Members of the Tsilqhot’in Nation gathered at Tl’etinqox Thursday for an official send-off of a leadership delegation travelling to Ottawa to hear Prime Minister Justin Trudeau exonerate the Tsilqhot’in warn chiefs that were hanged in 1864 and 1865. Gene Cooper photo

Trudeau to exonerate B.C. First Nations chiefs hanged in 1860s

Prime Minister to absolve Tsilhqot’in chiefs in relation to deaths of 14 construction workers

Prime Minister Justin Trudeau is expected to stand up in Parliament on Monday and announce that Canada is exonerating the six Tsilhqot’in war chiefs that were hanged in 1864 and 1865.

“A Tsilhqot’in delegation will be journeying to Ottawa to witness Canada acknowledge that our war chiefs did no wrong and were heroes protecting their land during the Chilcotin War of 1864 and 65,” said Tsilhqot’in National Government chair Chief Joe Alphonse.

According to a news release issued by the TNG, the chiefs that perished on Oct. 26, 1864 near Quesnel were Head War Chief Lhats’as?in (Lhas-awss-een); Chief Biyil (pe-yal); Chief Tellot (tay-lot); Chief Tahpitt (ta-peet); Chief Chayses (chay-sus); and Chief Ahan (a-han) who was hanged in New Westminister in 1865.

“Under the threat of smallpox and further loss of people and land, the Tsilhqot’in declared war,” the release noted. “At dawn on April 30, 1864, the group of Tsilhqot’in warriors, led by Lhats’as?in, attacked and killed most of the men making up the camp of the road crew. The Tsilhqot’in party suffered no casualties.”

On July 20, 1864, unable to persuade any Tsilhqot’in to betray the war party and out of rations, the Governor made plans to withdraw in defeat.

That afternoon, a Tsilhqot’in diplomatic party came to his camp.

This, finally, was the first ever meeting between Tsilhqot’in and Colonial representatives.

Later, Lhats’as?in and seven others came unarmed for a discussion of peace on August 15, 1864, and the Governor was not there. At the meeting, the chiefs were instead arrested, and later hanged.

The sixth, Ahan, was hanged July 18, 1865.

READ MORE: Tsilhqot’in mark 153-year anniversary of 1864 hanging

Speaking to his community during a recent justice forum, Alphonse said it’s a unique time for First Nations in Canada’s history.

As Tsilhqot’in, they won Aboriginal title and have been working with the province of British Columbia through ongoing talks, but the relationship with the federal government needs further work, he said.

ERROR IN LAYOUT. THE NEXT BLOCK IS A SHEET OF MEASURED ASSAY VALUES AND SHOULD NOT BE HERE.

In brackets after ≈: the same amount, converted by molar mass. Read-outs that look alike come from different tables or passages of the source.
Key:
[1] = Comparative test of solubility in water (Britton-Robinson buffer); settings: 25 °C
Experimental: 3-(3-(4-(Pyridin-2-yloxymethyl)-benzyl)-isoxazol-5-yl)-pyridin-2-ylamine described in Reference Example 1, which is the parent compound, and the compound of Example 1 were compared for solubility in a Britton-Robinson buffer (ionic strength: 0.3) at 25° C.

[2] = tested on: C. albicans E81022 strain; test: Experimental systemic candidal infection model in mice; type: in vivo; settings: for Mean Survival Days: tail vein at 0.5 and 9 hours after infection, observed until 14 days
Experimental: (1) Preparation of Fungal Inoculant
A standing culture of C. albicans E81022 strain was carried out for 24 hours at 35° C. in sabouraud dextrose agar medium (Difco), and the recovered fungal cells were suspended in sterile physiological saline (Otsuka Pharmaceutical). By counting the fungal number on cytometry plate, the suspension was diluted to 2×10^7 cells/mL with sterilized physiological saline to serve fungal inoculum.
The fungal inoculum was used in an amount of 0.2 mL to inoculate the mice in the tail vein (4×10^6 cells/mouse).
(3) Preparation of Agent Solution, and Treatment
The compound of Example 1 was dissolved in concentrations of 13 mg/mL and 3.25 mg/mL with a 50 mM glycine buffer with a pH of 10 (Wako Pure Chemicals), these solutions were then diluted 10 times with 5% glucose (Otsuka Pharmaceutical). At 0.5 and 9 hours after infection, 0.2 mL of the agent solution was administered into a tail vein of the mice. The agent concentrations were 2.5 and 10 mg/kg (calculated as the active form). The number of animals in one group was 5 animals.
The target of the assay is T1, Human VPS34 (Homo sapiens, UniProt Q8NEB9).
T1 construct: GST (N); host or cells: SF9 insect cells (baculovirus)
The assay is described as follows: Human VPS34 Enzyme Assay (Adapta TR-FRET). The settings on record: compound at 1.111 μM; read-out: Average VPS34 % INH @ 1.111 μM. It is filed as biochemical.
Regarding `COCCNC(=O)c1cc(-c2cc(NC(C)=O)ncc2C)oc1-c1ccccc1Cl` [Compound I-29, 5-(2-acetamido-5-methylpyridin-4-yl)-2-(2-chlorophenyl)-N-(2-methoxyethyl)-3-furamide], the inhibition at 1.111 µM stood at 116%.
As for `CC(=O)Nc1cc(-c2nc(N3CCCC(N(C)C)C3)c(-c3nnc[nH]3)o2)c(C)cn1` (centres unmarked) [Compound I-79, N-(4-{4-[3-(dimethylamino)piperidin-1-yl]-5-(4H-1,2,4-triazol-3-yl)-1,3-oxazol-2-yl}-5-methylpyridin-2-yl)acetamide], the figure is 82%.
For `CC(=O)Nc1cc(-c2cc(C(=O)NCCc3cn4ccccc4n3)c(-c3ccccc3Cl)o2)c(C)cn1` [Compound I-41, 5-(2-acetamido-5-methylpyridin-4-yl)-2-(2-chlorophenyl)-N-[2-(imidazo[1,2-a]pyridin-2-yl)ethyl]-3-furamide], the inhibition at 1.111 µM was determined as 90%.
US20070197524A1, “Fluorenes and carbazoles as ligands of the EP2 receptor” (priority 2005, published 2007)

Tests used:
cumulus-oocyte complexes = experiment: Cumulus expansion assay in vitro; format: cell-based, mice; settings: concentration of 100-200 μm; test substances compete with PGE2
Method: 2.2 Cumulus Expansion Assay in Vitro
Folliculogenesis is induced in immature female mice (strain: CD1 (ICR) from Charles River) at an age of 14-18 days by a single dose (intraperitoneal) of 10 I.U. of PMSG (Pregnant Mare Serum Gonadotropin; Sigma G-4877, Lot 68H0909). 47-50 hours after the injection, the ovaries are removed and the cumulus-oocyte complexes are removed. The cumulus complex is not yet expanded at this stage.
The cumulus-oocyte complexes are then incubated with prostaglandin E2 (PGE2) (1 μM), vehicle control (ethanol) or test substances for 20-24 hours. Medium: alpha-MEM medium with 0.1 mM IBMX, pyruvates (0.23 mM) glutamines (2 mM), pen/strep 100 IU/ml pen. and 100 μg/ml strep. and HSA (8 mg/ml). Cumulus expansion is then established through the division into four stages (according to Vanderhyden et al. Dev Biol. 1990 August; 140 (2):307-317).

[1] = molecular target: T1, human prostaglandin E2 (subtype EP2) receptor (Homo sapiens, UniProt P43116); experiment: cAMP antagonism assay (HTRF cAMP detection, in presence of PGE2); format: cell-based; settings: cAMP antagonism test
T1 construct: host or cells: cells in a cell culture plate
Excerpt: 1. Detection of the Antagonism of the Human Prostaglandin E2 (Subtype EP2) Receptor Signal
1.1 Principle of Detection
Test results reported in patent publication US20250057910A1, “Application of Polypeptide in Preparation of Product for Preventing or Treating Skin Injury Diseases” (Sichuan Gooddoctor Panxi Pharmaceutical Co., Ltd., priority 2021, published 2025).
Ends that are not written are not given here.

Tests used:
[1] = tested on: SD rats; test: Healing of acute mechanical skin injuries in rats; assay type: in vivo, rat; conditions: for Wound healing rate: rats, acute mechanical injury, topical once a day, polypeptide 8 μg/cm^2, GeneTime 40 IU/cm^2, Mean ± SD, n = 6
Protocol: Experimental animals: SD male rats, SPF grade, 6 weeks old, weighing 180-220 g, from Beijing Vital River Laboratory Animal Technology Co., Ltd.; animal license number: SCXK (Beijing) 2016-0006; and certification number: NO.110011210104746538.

In September 2014, then Premier Christy Clark visited Xeni Gwet’in First Nation title land and signed a letter of understanding with the Tsilhqot’in chiefs that committed the province to working in partnership with the Tsilhqot’in to implement the Supreme Court of Canada rights and title decision.

Clark followed up her commitment in October 2014 by making a formal apology in the legislature to the Tsilhqot’in Nation for the hanging of the chiefs.

After that, Alphonse said he told the federal government the Tsilhqot’in would not work with them until the war chiefs were exonerated by them as well.

“We finally got a commitment. It’s been 154 years in the making.”

The second phase will be to have Trudeau come to title lands to exonerate the war chiefs in front of all the Tsilhqot’in people, Alphonse added.

There will be a live stream on Monday of his announcement in Parliament at 12:30 p.m.

With files from the Tsilhqot’in National Government

Last weekend Alphonse and other leaders travelled to the war chiefs’ burial site near Quesnel and filmed a video about it.

Just Posted

West Kelowna to hire eight more firefighters

The city looks to solve what they are calling a critical shortage of firefighters

Kelowna RCMP look to reunite stamp collection with owner

The stamp collection was handed to RCMP in Oct.

Kelowna RCMP search for speed-slowing cut out

The cut out of Const. Warren Ning has been allegedly taken from A.S. Matheson Elementary School

Battling winter blues, depression and SAD after the holidays

Kick the blues on ‘Blue Monday’ that is supposedly the most depressing day of the year

UPDATE: B.C. legislature managers accused of excessive travel, personal expense claims

Clerk Craig James, security chief Gary Lenz call allegations ‘completely false’

B.C. man fined $10,000 after leaving moose to suffer before death

Surrey man was convicted last week on three Wildlife Act charges

Man charged in 7-Eleven fire in Shuswap granted bail

Accused facing arson charges released with 23 conditions including a 7 p.m. curfew

‘Blue Monday’ isn’t real, but depression can be

CMHA encourages people to prioritize their mental health

Anti-pipeline group wants NEB to consider impact of emissions, climate change

Stand.earth filed NEB motion asking to apply same standard to the project as it did with Energy East pipeline

B.C. man charged in 2014 snake venom death of toddler

Henry Thomas was taking care of the North Vancouver girl the day before she died

Parole granted for drunk driver who killed B.C. RCMP officer

Kenneth Jacob Fenton will be able to attend alcohol abuse treatment, nearly three years after crash that killed Const. Sarah Beckett

B.C.’s largest public-sector union wants inquiry into money laundering, drugs

Union officials say Premier John Horgan and Attorney General David Eby have not ruled out the possibility of a public inquiry

Teen in confrontation with Native American: I didn’t provoke

Nick Sandmann of Covington Catholic High School said he was trying to defuse the situation

Most Read